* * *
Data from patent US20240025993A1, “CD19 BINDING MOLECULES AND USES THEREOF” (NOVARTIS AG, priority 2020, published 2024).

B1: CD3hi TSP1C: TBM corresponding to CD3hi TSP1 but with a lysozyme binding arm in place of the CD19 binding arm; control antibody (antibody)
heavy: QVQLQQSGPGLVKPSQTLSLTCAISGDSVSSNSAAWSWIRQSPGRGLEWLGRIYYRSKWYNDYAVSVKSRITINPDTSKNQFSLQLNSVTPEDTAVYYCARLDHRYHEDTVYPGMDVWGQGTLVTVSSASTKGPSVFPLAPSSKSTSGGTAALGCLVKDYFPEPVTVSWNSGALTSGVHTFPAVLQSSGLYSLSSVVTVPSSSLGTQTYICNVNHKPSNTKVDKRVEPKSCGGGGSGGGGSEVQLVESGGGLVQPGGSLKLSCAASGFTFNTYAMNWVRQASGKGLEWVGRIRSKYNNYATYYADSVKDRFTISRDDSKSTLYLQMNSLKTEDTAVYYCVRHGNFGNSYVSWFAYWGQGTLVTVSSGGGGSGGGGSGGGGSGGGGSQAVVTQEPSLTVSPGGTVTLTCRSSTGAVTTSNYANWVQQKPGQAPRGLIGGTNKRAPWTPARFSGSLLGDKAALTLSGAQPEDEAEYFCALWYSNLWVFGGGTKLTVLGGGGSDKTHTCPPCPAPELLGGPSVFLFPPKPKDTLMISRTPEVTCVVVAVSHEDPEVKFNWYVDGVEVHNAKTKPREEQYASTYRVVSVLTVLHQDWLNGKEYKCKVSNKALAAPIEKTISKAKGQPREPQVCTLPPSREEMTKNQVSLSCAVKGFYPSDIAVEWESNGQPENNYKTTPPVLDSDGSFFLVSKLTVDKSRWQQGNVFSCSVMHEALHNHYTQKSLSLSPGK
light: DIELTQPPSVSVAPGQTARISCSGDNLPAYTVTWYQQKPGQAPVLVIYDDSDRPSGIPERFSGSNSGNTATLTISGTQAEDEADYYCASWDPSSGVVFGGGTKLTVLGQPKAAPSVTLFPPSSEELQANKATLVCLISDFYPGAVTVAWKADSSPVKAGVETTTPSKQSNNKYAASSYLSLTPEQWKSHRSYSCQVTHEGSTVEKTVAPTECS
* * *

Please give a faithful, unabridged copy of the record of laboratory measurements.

Data from patent US20240025993A1, “CD19 BINDING MOLECULES AND USES THEREOF” (NOVARTIS AG, priority 2020, published 2024).

B1: CD3hi TSP1C: TBM corresponding to CD3hi TSP1 but with a lysozyme binding arm in place of the CD19 binding arm; control antibody (antibody)
heavy: QVQLQQSGPGLVKPSQTLSLTCAISGDSVSSNSAAWSWIRQSPGRGLEWLGRIYYRSKWYNDYAVSVKSRITINPDTSKNQFSLQLNSVTPEDTAVYYCARLDHRYHEDTVYPGMDVWGQGTLVTVSSASTKGPSVFPLAPSSKSTSGGTAALGCLVKDYFPEPVTVSWNSGALTSGVHTFPAVLQSSGLYSLSSVVTVPSSSLGTQTYICNVNHKPSNTKVDKRVEPKSCGGGGSGGGGSEVQLVESGGGLVQPGGSLKLSCAASGFTFNTYAMNWVRQASGKGLEWVGRIRSKYNNYATYYADSVKDRFTISRDDSKSTLYLQMNSLKTEDTAVYYCVRHGNFGNSYVSWFAYWGQGTLVTVSSGGGGSGGGGSGGGGSGGGGSQAVVTQEPSLTVSPGGTVTLTCRSSTGAVTTSNYANWVQQKPGQAPRGLIGGTNKRAPWTPARFSGSLLGDKAALTLSGAQPEDEAEYFCALWYSNLWVFGGGTKLTVLGGGGSDKTHTCPPCPAPELLGGPSVFLFPPKPKDTLMISRTPEVTCVVVAVSHEDPEVKFNWYVDGVEVHNAKTKPREEQYASTYRVVSVLTVLHQDWLNGKEYKCKVSNKALAAPIEKTISKAKGQPREPQVCTLPPSREEMTKNQVSLSCAVKGFYPSDIAVEWESNGQPENNYKTTPPVLDSDGSFFLVSKLTVDKSRWQQGNVFSCSVMHEALHNHYTQKSLSLSPGK
light: DIELTQPPSVSVAPGQTARISCSGDNLPAYTVTWYQQKPGQAPVLVIYDDSDRPSGIPERFSGSNSGNTATLTISGTQAEDEADYYCASWDPSSGVVFGGGTKLTVLGQPKAAPSVTLFPPSSEELQANKATLVCLISDFYPGAVTVAWKADSSPVKAGVETTTPSKQSNNKYAASSYLSLTPEQWKSHRSYSCQVTHEGSTVEKTVAPTECS